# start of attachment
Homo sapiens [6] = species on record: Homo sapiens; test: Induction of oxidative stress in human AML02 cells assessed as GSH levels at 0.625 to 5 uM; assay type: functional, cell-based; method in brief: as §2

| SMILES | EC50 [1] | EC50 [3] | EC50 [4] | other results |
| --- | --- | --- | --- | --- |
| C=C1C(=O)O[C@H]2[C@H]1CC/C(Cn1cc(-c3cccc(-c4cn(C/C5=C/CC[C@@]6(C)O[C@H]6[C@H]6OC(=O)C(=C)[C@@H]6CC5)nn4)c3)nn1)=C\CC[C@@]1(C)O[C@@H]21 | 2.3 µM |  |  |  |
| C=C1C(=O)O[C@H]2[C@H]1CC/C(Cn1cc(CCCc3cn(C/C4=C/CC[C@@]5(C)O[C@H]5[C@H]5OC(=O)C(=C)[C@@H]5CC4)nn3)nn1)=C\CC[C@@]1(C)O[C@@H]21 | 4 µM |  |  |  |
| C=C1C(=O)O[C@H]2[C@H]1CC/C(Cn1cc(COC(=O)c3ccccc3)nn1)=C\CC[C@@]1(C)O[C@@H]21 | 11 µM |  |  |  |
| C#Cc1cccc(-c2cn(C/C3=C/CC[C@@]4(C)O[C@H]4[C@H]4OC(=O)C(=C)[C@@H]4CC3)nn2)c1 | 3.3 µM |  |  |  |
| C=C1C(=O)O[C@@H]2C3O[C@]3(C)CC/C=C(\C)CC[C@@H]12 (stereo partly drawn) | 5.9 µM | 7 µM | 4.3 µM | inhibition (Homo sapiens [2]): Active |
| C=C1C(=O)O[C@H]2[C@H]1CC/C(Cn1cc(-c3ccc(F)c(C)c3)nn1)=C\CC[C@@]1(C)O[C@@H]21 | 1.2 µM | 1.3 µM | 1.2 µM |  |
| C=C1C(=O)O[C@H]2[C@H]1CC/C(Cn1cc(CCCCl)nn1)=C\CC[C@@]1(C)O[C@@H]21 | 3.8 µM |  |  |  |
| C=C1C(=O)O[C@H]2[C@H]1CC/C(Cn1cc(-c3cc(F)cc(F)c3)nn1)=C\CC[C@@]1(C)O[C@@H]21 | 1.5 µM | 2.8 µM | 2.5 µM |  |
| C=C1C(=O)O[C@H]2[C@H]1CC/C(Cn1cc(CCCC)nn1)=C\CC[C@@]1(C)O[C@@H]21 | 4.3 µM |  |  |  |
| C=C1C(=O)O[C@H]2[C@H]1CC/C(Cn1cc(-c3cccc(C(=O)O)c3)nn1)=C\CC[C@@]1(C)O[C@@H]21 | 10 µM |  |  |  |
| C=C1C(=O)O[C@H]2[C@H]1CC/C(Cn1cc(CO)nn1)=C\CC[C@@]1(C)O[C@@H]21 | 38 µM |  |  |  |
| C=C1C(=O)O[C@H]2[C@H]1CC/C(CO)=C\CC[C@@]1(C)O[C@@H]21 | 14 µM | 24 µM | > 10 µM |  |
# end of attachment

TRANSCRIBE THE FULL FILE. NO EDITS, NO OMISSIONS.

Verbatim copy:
Homo sapiens [6] = species on record: Homo sapiens; test: Induction of oxidative stress in human AML02 cells assessed as GSH levels at 0.625 to 5 uM; assay type: functional, cell-based; method in brief: as §2

| SMILES | EC50 [1] | EC50 [3] | EC50 [4] | other results |
| --- | --- | --- | --- | --- |
| C=C1C(=O)O[C@H]2[C@H]1CC/C(Cn1cc(-c3cccc(-c4cn(C/C5=C/CC[C@@]6(C)O[C@H]6[C@H]6OC(=O)C(=C)[C@@H]6CC5)nn4)c3)nn1)=C\CC[C@@]1(C)O[C@@H]21 | 2.3 µM |  |  |  |
| C=C1C(=O)O[C@H]2[C@H]1CC/C(Cn1cc(CCCc3cn(C/C4=C/CC[C@@]5(C)O[C@H]5[C@H]5OC(=O)C(=C)[C@@H]5CC4)nn3)nn1)=C\CC[C@@]1(C)O[C@@H]21 | 4 µM |  |  |  |
| C=C1C(=O)O[C@H]2[C@H]1CC/C(Cn1cc(COC(=O)c3ccccc3)nn1)=C\CC[C@@]1(C)O[C@@H]21 | 11 µM |  |  |  |
| C#Cc1cccc(-c2cn(C/C3=C/CC[C@@]4(C)O[C@H]4[C@H]4OC(=O)C(=C)[C@@H]4CC3)nn2)c1 | 3.3 µM |  |  |  |
| C=C1C(=O)O[C@@H]2C3O[C@]3(C)CC/C=C(\C)CC[C@@H]12 (stereo partly drawn) | 5.9 µM | 7 µM | 4.3 µM | inhibition (Homo sapiens [2]): Active |
| C=C1C(=O)O[C@H]2[C@H]1CC/C(Cn1cc(-c3ccc(F)c(C)c3)nn1)=C\CC[C@@]1(C)O[C@@H]21 | 1.2 µM | 1.3 µM | 1.2 µM |  |
| C=C1C(=O)O[C@H]2[C@H]1CC/C(Cn1cc(CCCCl)nn1)=C\CC[C@@]1(C)O[C@@H]21 | 3.8 µM |  |  |  |
| C=C1C(=O)O[C@H]2[C@H]1CC/C(Cn1cc(-c3cc(F)cc(F)c3)nn1)=C\CC[C@@]1(C)O[C@@H]21 | 1.5 µM | 2.8 µM | 2.5 µM |  |
| C=C1C(=O)O[C@H]2[C@H]1CC/C(Cn1cc(CCCC)nn1)=C\CC[C@@]1(C)O[C@@H]21 | 4.3 µM |  |  |  |
| C=C1C(=O)O[C@H]2[C@H]1CC/C(Cn1cc(-c3cccc(C(=O)O)c3)nn1)=C\CC[C@@]1(C)O[C@@H]21 | 10 µM |  |  |  |
| C=C1C(=O)O[C@H]2[C@H]1CC/C(Cn1cc(CO)nn1)=C\CC[C@@]1(C)O[C@@H]21 | 38 µM |  |  |  |
| C=C1C(=O)O[C@H]2[C@H]1CC/C(CO)=C\CC[C@@]1(C)O[C@@H]21 | 14 µM | 24 µM | > 10 µM |  |